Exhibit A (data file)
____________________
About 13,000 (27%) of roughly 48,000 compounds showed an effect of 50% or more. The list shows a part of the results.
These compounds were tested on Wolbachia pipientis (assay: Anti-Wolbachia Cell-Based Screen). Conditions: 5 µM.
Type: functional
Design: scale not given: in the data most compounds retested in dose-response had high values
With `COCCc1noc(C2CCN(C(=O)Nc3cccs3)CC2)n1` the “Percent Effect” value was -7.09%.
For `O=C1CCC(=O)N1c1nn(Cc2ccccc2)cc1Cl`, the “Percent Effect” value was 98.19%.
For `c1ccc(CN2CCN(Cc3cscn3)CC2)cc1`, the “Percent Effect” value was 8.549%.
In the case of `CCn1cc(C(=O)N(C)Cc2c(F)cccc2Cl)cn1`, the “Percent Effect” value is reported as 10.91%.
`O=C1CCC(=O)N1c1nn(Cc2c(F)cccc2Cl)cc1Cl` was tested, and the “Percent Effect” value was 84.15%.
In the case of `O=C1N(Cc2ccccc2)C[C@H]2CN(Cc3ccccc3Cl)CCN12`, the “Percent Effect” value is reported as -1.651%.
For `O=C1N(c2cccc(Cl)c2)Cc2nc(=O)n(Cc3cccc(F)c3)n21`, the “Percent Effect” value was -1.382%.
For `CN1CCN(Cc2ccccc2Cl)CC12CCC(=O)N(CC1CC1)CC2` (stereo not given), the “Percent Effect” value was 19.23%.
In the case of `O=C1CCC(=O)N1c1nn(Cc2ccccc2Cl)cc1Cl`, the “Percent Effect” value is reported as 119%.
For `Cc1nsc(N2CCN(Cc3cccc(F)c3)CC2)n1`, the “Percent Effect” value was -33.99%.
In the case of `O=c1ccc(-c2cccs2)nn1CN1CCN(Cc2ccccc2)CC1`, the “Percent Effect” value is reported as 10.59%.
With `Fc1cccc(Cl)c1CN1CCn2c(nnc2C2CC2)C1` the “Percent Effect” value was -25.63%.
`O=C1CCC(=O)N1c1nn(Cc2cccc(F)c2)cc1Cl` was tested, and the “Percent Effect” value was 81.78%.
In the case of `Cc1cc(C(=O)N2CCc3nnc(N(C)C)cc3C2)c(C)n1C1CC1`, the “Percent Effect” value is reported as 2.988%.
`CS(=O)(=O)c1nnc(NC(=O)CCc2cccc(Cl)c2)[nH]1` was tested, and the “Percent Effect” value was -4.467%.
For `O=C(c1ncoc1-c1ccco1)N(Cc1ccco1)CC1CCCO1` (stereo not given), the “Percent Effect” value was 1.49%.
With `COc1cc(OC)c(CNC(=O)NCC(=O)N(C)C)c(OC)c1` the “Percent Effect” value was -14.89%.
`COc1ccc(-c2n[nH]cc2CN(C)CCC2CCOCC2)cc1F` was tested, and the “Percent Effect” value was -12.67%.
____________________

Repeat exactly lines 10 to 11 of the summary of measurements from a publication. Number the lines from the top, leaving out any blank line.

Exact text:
In the case of `O=C1N(Cc2ccccc2)C[C@H]2CN(Cc3ccccc3Cl)CCN12`, the “Percent Effect” value is reported as -1.651%.
For `O=C1N(c2cccc(Cl)c2)Cc2nc(=O)n(Cc3cccc(F)c3)n21`, the “Percent Effect” value was -1.382%.